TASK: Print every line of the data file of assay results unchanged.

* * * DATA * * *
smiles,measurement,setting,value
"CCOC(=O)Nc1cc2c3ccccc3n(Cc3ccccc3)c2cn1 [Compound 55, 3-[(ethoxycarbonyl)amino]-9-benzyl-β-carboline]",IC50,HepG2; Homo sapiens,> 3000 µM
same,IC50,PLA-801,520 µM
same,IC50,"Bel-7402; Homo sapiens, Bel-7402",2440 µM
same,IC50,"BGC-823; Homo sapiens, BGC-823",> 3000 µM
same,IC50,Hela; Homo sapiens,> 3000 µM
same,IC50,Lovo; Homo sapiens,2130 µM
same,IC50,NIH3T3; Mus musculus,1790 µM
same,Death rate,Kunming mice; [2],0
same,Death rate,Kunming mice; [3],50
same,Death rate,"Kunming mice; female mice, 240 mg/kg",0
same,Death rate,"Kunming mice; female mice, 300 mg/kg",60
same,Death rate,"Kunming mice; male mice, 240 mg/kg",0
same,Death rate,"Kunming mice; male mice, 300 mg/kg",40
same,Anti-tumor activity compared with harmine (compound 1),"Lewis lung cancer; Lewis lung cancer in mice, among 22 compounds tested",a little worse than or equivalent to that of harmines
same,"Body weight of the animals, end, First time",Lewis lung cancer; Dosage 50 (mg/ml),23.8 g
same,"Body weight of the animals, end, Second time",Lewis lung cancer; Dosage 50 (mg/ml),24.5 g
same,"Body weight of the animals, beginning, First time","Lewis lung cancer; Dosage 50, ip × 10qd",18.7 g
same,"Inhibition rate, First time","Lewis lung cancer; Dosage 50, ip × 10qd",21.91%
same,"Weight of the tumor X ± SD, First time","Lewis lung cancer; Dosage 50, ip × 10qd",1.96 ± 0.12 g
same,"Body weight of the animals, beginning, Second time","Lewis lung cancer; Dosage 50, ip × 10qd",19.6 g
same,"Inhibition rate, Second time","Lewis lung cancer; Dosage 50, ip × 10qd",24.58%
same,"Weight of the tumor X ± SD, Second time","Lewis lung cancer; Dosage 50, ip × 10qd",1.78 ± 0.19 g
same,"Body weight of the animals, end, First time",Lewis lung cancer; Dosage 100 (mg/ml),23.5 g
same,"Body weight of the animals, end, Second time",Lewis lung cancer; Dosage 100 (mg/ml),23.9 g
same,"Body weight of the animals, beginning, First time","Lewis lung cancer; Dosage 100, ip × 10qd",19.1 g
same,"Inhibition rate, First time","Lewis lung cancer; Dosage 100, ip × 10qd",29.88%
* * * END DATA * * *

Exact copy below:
smiles,measurement,setting,value
"CCOC(=O)Nc1cc2c3ccccc3n(Cc3ccccc3)c2cn1 [Compound 55, 3-[(ethoxycarbonyl)amino]-9-benzyl-β-carboline]",IC50,HepG2; Homo sapiens,> 3000 µM
same,IC50,PLA-801,520 µM
same,IC50,"Bel-7402; Homo sapiens, Bel-7402",2440 µM
same,IC50,"BGC-823; Homo sapiens, BGC-823",> 3000 µM
same,IC50,Hela; Homo sapiens,> 3000 µM
same,IC50,Lovo; Homo sapiens,2130 µM
same,IC50,NIH3T3; Mus musculus,1790 µM
same,Death rate,Kunming mice; [2],0
same,Death rate,Kunming mice; [3],50
same,Death rate,"Kunming mice; female mice, 240 mg/kg",0
same,Death rate,"Kunming mice; female mice, 300 mg/kg",60
same,Death rate,"Kunming mice; male mice, 240 mg/kg",0
same,Death rate,"Kunming mice; male mice, 300 mg/kg",40
same,Anti-tumor activity compared with harmine (compound 1),"Lewis lung cancer; Lewis lung cancer in mice, among 22 compounds tested",a little worse than or equivalent to that of harmines
same,"Body weight of the animals, end, First time",Lewis lung cancer; Dosage 50 (mg/ml),23.8 g
same,"Body weight of the animals, end, Second time",Lewis lung cancer; Dosage 50 (mg/ml),24.5 g
same,"Body weight of the animals, beginning, First time","Lewis lung cancer; Dosage 50, ip × 10qd",18.7 g
same,"Inhibition rate, First time","Lewis lung cancer; Dosage 50, ip × 10qd",21.91%
same,"Weight of the tumor X ± SD, First time","Lewis lung cancer; Dosage 50, ip × 10qd",1.96 ± 0.12 g
same,"Body weight of the animals, beginning, Second time","Lewis lung cancer; Dosage 50, ip × 10qd",19.6 g
same,"Inhibition rate, Second time","Lewis lung cancer; Dosage 50, ip × 10qd",24.58%
same,"Weight of the tumor X ± SD, Second time","Lewis lung cancer; Dosage 50, ip × 10qd",1.78 ± 0.19 g
same,"Body weight of the animals, end, First time",Lewis lung cancer; Dosage 100 (mg/ml),23.5 g
same,"Body weight of the animals, end, Second time",Lewis lung cancer; Dosage 100 (mg/ml),23.9 g
same,"Body weight of the animals, beginning, First time","Lewis lung cancer; Dosage 100, ip × 10qd",19.1 g
same,"Inhibition rate, First time","Lewis lung cancer; Dosage 100, ip × 10qd",29.88%